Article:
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The aviation industry has long embraced the reality that a fake plane crash is far preferable to a real one. Which is why pilots have, for years, been training on sophisticated flight simulators, where their mistakes cost only mild embarrassment. Now, medical education has adopted the same principle and McGill will be at its cutting edge. On September 14, the new McGill Medical Simulation Centre opened in the La Cité complex on Ave. du Parc. The centre, the first fully-integrated operation of its kind in Canada, heralds a way to train health care professionals more efficiently and thoroughly than ever, allowing them to practice until they make perfect.
At the launch, Dean of Medicine Richard Levin quoted Xerox co-founder Alan Kay, saying "the best way to predict the future is to invent it," adding, "Together we walk into the invention of the new future."
Centre director Kevin Lachapelle of the Department of Surgery recalls that when the idea for came up for a McGill take on the fledgling field of hi-tech medical simulation, there was a definite plan to learn from what was out there. "We wanted to create a space that was university wide, where anyone who needed to do technical procedures could train," said Lachapelle. "We needed an integrated simulation centre that uses all simulation modalities. Most centres emphasize one skill or another," he said. "This brings together all modalities outside a clinical setting. And by making it open to many departments, we save on infrastructure costs and economy of scale."
The infrastructure cost $6 million, which was provided from a $21 million grant from the Quebec Ministry of Education as part of larger funding for the province's medical schools. It cost an additional $1.4 million for base building costs such as electrical wiring and ventilation. A separate endowment was created for the operating costs, which are expected to run from $1.2 to $1.5 million annually.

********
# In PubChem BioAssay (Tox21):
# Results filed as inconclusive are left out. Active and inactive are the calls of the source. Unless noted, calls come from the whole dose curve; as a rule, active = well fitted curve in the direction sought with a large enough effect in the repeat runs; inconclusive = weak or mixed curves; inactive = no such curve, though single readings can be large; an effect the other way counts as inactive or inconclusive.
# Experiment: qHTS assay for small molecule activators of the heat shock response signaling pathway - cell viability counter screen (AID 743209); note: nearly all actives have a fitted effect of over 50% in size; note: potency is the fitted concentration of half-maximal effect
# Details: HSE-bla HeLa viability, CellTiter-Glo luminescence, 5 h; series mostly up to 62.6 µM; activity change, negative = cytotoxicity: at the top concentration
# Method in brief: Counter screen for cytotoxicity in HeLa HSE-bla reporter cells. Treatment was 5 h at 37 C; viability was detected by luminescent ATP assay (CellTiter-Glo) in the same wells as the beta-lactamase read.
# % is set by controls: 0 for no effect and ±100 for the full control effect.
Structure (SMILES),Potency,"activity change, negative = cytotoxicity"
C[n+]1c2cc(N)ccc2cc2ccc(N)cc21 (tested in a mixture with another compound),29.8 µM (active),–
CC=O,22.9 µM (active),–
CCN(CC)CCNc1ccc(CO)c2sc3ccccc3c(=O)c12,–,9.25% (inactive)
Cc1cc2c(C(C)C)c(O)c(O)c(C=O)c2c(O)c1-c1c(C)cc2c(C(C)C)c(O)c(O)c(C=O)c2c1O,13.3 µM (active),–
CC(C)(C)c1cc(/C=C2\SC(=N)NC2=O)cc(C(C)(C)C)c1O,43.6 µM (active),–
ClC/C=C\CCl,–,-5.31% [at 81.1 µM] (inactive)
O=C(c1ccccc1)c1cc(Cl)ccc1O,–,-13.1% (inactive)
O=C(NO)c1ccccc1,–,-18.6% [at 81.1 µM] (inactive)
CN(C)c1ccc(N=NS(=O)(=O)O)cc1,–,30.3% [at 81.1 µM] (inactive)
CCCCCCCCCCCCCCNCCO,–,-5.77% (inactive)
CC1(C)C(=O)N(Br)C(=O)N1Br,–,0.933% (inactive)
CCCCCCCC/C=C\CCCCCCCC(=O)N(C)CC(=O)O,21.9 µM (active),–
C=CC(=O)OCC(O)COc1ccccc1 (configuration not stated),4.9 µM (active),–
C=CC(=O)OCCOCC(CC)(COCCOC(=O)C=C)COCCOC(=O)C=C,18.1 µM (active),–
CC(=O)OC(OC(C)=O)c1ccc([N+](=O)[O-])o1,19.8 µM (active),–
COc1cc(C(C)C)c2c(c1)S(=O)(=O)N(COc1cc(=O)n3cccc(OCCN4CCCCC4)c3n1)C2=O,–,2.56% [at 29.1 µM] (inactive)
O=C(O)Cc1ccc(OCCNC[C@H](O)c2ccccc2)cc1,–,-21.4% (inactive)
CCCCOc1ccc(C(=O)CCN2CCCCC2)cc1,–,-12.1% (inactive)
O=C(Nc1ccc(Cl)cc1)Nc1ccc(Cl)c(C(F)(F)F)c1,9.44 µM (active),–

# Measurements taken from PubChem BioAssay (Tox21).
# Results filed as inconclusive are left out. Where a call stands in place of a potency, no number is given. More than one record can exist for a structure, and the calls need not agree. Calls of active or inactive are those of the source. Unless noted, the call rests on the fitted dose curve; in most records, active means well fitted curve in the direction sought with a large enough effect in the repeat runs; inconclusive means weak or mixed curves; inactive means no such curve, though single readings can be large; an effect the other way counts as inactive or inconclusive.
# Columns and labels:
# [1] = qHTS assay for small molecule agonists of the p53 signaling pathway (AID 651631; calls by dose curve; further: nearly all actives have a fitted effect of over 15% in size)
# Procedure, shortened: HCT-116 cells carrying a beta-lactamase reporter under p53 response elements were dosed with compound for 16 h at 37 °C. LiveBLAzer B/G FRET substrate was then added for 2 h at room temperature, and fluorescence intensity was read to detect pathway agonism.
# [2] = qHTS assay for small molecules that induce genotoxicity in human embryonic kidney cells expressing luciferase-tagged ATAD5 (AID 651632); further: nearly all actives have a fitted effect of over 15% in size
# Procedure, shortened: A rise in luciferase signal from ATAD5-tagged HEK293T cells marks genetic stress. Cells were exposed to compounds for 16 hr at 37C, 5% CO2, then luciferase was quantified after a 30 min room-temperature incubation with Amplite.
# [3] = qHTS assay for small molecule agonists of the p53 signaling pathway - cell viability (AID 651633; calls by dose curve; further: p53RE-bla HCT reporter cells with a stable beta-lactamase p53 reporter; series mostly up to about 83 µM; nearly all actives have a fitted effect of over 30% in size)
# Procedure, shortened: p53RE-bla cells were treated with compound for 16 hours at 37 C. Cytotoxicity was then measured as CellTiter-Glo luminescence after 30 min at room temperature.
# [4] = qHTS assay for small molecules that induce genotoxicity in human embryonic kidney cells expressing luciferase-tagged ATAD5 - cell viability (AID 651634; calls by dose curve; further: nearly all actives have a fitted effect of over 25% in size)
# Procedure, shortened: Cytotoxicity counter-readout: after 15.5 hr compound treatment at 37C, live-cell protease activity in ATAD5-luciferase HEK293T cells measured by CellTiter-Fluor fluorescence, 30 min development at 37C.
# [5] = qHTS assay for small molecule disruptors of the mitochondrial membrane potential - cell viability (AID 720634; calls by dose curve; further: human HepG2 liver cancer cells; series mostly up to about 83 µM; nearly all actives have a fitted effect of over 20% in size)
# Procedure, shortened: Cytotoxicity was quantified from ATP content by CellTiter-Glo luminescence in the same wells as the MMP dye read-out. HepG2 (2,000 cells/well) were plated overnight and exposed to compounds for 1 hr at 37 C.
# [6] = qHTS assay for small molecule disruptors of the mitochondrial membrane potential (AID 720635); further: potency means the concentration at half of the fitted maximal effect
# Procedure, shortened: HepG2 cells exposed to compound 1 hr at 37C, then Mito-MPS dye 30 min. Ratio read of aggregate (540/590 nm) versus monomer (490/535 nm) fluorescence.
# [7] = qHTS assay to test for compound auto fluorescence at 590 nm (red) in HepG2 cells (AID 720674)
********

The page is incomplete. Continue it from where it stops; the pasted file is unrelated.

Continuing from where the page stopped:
Each year, the space will be a valuable tool for 2,000 students in medicine, nursing, physical and occupational therapy, and medical residents. Students practice intricate surgical procedures in a large, well-lit room with six long tables where cameras and screens above each station allow observers to closely watch the fine handiwork of delicate tasks. On opening day, Genevieve Nadeau, a first-year resident in general surgery, and Danny Del Duca, a third-year resident in cardiovascular surgery, were sewing a severed carotid artery of a cow. "It feels pretty much the same as a human artery, but it's bigger," Nadeau said.
A cluster of 10 examining rooms provides students with a chance to practice communication skills with mock patients. Each room is equipped with a two-way mirror, cameras and microphones, so the exams can be observed from the central corridor or from a nearby classroom. Actors from a bank of 60 supporting cast will air their carefully scripted ailments so students learn how to take a medical history, examine a patient, respond to faked pain, and deal with distress. Actors also have a makeup and shower room to apply fake bruises and cuts.
In the simulation lab, three specially constructed mannequins are the true guinea pigs for students learning how to clear a patient's airway with a tube, insert a catheter, stick in needles or perform a spinal epidural.
"The goal is to make the whole health system better and safer," said Lachapelle. "Where critiques and self-critiques are in the culture, where it's recognized that mistakes are made. We already produce good doctors and nurses; now there's a better and faster way to train them.